22-28 June 2000

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Photos © Hilton Pond Center

  • In an effort to show there's lots more to Piedmont nature than just birds, we try not to showcase feathered creatures in every installment of "This Week at Hilton Pond." For 15-21 June we featured a Red-shouldered Hawk netted and banded at Hilton Pond Center, but we still couldn't resist writing again this week about another very interesting bird--a Belted Kingfisher, Megaceryle alcyon.
  • For the past few weeks, at least one kingfisher has been showing up at Hilton Pond, usually as we walked around the pond near dusk to furl mist nets after a day of banding. Often, we wouldn't see the bird until accidentally spooking it from a perch on the pond perimeter, after which it would fly to another low branch on the opposing bank. On the evening of 22 June, a kingfisher finally flew into a net on the dam that forms the pond, and there was just enough daylight left to take the accompanying photos.
  • Kingfishers are interesting birds to watch in nature, and they're even more amazing in the hand. Most close-up photos you see on this Web site were made while the bander was holding a bird high on its legs--the so-called "photographer's grip"; there was NO way we would use that technique and give a kingfisher enough room to turn its head. Although the kingfisher doesn't peck like woodpeckers or tear like small birds of prey, it DOES have the ability to clamp down VERY hard with its long, straight bill--just what you might expect from a bird that has to hold tightly a fish it grabs after diving into the water. (Not coincidentally, the kingfisher's massive head serves as an anchor for powerful muscles that enable the mandibles to open and shut with force; to make matters worse, kingfisher bills are also somewhat serrated, and as we know from experience the saw-tooth edges bring considerable pain when they grab the bander's finger. Ouch!)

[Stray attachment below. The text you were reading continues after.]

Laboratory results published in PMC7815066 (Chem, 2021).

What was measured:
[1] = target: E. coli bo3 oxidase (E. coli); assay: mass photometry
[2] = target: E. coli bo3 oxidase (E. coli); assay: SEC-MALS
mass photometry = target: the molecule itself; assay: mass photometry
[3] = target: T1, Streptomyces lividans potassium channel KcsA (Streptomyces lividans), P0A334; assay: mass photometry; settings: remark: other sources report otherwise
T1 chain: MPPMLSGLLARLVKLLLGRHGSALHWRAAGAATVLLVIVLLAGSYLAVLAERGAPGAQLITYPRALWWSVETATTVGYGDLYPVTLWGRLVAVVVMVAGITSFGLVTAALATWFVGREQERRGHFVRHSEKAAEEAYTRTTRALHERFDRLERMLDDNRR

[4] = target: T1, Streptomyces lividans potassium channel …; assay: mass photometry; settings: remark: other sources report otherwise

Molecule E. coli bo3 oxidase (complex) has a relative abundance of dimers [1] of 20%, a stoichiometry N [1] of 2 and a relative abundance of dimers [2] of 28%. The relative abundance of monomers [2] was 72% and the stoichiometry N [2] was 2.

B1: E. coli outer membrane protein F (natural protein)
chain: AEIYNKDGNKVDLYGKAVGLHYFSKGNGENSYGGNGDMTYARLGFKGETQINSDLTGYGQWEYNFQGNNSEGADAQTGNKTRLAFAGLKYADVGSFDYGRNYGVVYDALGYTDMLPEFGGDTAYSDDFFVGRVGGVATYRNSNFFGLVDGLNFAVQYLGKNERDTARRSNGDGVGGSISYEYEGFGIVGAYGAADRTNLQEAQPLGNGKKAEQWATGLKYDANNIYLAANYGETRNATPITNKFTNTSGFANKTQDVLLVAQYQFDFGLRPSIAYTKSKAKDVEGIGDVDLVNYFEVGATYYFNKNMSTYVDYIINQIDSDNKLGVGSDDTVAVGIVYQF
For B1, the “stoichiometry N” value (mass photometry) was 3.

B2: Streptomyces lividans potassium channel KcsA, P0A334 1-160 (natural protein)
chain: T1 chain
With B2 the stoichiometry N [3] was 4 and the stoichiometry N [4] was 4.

• The Belted Kingfisher is the only kingfisher in the eastern United States. It is a crested, blue-backed bird with a blue belly band that gives it its common name. Unlike most birds, the female Belted Kingfisher (right) is more brightly colored than the male; a second rust-colored belly band parallels the blue one on her breast. Kingfishers are also unusual in that they burrow several feet into earthen embankments and excavate a nest chamber that is bound to be odoriferous from all the fish adults bring the young.
  • Our 22 June capture was only the ninth Belted Kingfisher ever captured at Hilton Pond Center and the first since September 1995. Two were banded in 1987, one each in 1989 and 1994, and one in each month from August-October 1993.

All maps, text & photos © Hilton Pond Center

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Be sure to scroll down for an account of all
birds banded or recaptured during the period,
plus other nature notes of interest.

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"This Week at Hilton Pond" is written & photographed
by Bill Hilton Jr., executive director of
Hilton Pond Center for Piedmont Natural History.

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22-28 June 2000

Eastern (Rufous-sided) Towhee (fledgling female)
(Very young birds have fine streaking on breast; fledgling males and females look almost alike, except central tail feathers are black in males, dark brown in females; juveniles also have a muddy brown eye that in adult males turns bright red, orange, or--in some populations--pure white)

Plus the following species not pictured
(or pictured on other weekly pages):

Acadian Flycatcher
Belted Kingfisher
(see above)

All text & photos © Hilton Pond Center

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Hilton Pond Center for Piedmont Natural History is a non-profit research & education organization in York, South Carolina USA; phone (803) 684-5852. Directed by Bill Hilton Jr., aka The Piedmont Naturalist, it is the parent organization for Operation RubyThroat. Contents of this Web site--including all articles and photos--may NOT be duplicated, modified, or used in any way except with the express written permission of Hilton Pond Center. All rights reserved worldwide. To obtain permission for use or for further assistance on accessing this Web site, contact the Webmaster.